Humans can navigate safely utilizing only their two eyes and two ears to sense their surroundings. Sensor packages for autonomous vehicles are far more complicated. To determine the state of the road ahead, they often rely on radar, lidar, ultrasonic sensors, cameras, or any combination of these.
Humans are pretty cunning and challenging to trick, but our robot-driving pals are less resilient. LiDAR sensors could be manipulated, concealing obstacles and tricking driverless cars into collisions or worse, according to some researchers.
Where Did It Go?
The moniker “LiDAR” refers to a light-based alternative to radar technology. But unlike radar, it’s still more frequently used as an acronym than as a standalone term. The system emits laser pulses and collects the light that is reflected from the surroundings. Since pulses from farther away things take longer to return to the LiDAR sensor, the sensor can estimate the distance to nearby objects. It is frequently regarded as the ideal sensor for automated driving. This is a result of its superior object recognition accuracy and dependability in-vehicle environments as compared to radar. Additionally, it provides extremely detailed depth information that is simply not possible with a standard 2D camera.
A new research paper has demonstrated an adversarial method of tricking LiDAR sensors. The method uses a laser to selectively hide certain objects from being “seen” by the LiDAR sensor. The paper calls this a “Physical Removal Attack,” or PRA.
The theory of the attack relies on the way LiDAR sensors work. Typically, these sensors prioritize stronger reflections over weaker ones. This means that a powerful signal sent by an attacker will be prioritized over a weaker reflection from the environment. LiDAR sensors and the autonomous driving frameworks that sit atop them also typically discard detections below a certain minimum distance to the sensor. This is typically on the order from 50 mm to 1000 mm away.
The attack works by firing infrared laser pulses that mimic real echoes the LiDAR device is expecting to receive. The pulses are synchronized to match the firing time of the victim LiDAR sensor, to control the perceived location of spoofed points by the sensor. By firing bright laser pulses to imitate echoes at the sensor, the sensor will typically ignore the weaker real echoes picked up from an object in its field of view. This alone may be enough to hide the obstacle from the LiDAR sensor but would seem to create a spoofed object very close to the sensor. However, since many LiDAR sensors discard excessively close echo returns, the sensor will likely discard them entirely. If the sensor doesn’t discard the data, the filtering software running on its point cloud output may do so itself. The effect is the LiDAR will show no valid point cloud data in an area where it should be picking up an obstacle.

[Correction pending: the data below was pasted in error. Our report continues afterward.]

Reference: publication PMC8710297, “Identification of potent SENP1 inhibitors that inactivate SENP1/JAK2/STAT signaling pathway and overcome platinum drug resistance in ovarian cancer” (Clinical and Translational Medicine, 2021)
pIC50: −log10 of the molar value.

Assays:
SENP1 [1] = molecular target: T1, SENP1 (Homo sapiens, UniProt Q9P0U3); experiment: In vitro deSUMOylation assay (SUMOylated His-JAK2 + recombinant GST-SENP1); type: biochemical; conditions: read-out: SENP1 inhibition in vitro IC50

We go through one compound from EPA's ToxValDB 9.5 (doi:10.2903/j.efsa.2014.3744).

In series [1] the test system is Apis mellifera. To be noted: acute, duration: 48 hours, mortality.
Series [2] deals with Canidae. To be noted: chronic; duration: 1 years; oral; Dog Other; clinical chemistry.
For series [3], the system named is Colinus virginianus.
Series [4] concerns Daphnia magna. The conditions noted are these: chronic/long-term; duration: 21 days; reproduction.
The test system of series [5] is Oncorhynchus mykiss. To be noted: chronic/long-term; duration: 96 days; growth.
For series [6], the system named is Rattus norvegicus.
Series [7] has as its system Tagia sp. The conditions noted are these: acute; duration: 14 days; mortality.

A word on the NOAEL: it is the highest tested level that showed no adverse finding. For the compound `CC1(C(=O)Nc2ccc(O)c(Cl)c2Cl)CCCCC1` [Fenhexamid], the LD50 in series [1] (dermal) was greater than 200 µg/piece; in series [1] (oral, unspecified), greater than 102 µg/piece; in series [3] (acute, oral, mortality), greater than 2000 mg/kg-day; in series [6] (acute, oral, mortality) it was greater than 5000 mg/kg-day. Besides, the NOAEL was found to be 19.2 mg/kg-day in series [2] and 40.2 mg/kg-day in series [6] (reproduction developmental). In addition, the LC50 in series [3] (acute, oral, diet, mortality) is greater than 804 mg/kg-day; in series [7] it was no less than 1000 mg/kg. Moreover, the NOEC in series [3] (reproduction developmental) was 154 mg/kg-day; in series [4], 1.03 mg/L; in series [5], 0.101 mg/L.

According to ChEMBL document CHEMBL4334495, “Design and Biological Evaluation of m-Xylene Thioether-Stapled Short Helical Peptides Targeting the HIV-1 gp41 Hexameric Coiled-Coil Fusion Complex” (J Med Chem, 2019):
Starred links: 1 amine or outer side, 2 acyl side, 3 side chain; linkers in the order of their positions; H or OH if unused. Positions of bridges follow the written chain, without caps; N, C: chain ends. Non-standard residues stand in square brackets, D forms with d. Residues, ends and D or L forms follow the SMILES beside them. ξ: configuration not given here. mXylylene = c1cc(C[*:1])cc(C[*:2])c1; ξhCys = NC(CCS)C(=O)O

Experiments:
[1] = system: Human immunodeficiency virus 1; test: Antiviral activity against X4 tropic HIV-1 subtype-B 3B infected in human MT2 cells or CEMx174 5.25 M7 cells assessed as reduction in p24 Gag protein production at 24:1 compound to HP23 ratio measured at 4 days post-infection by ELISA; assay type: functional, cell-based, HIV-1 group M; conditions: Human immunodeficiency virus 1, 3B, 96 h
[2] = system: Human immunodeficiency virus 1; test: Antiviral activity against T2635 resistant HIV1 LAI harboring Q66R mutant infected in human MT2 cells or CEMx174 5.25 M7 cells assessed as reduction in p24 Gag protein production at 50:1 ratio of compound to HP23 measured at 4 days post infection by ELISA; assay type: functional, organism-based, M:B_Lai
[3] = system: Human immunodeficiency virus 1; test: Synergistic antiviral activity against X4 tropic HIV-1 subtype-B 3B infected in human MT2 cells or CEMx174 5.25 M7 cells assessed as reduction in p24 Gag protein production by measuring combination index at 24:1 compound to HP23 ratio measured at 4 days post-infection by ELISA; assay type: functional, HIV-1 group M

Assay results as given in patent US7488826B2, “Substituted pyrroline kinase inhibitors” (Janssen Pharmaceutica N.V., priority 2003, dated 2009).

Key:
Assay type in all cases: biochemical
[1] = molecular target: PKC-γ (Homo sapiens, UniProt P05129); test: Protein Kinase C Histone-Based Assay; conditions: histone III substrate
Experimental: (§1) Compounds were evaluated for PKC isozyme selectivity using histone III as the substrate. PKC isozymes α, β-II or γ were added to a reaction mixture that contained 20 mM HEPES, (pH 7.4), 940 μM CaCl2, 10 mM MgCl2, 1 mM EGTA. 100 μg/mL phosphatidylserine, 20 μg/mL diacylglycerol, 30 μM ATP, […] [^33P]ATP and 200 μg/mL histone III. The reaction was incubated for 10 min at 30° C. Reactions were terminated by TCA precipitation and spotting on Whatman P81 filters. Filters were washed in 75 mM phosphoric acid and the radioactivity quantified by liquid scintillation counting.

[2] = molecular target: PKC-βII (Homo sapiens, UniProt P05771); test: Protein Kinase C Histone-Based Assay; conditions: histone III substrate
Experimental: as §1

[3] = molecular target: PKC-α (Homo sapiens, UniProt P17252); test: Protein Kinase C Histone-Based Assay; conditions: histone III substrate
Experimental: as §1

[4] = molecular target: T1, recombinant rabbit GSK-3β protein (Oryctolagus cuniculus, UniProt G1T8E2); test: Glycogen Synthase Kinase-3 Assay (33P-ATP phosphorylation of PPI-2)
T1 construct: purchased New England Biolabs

The attack requires some knowledge but is surprisingly practical to achieve. One need only do some research to target various types of LiDAR used on autonomous vehicles to whip up a suitable spoofing apparatus. The attack works even if the attacker is firing false echoes toward the LiDAR from an angle, such as from the side of the road.
This has dangerous implications for autonomous driving systems relying on LiDAR sensor data. This technique could allow an adversary to hide obstacles from an autonomous car. Pedestrians at a crosswalk could be hidden from LiDAR, as could stop cars at a traffic light. If the autonomous car does not “see” an obstacle ahead, it may go ahead and drive through – or into – it. With this technique, it’s harder to hide objects closer than those farther away. However, hiding an object even for a few seconds might leave an autonomous vehicle with too little time to stop when it finally detects a hidden obstacle.
Outside of erasing objects from a LiDAR’s view, other spoofing attacks are possible too. Earlier work by researchers has involved tricking LiDAR sensors into seeing phantom things. This is remarkably simple to achieve – one only needs to transmit laser pulses towards a victim LiDAR that indicate a wall or other obstacle ahead.
The research team notes that there are some defenses against this technique. The attack tends to carve out an angular slice from LiDAR’s reported point cloud. Detecting this gap can indicate that a removal attack may be taking place. Alternatively, methods exist that involve comparing shadows to those expected to be cast by objects detected (or not) in the LiDAR point cloud.
Overall, protecting against spoofing attacks could become important as self-driving cars become more mainstream. At the same time, it’s important to contemplate what is and isn’t realistic to defend against. For example, human drivers are susceptible to crashing when their cars are hit with eggs or rocks thrown from an overpass. Automakers didn’t engineer advanced anti-rock lasers and super-wipers to clear egg smears. Instead, laws are enforced to discourage these attacks. It may simply be a matter of extending similar enforcement to bad actors running around with complicated laser gear on the side of the highway. In all likelihood, a certain amount of both approaches will be necessary.
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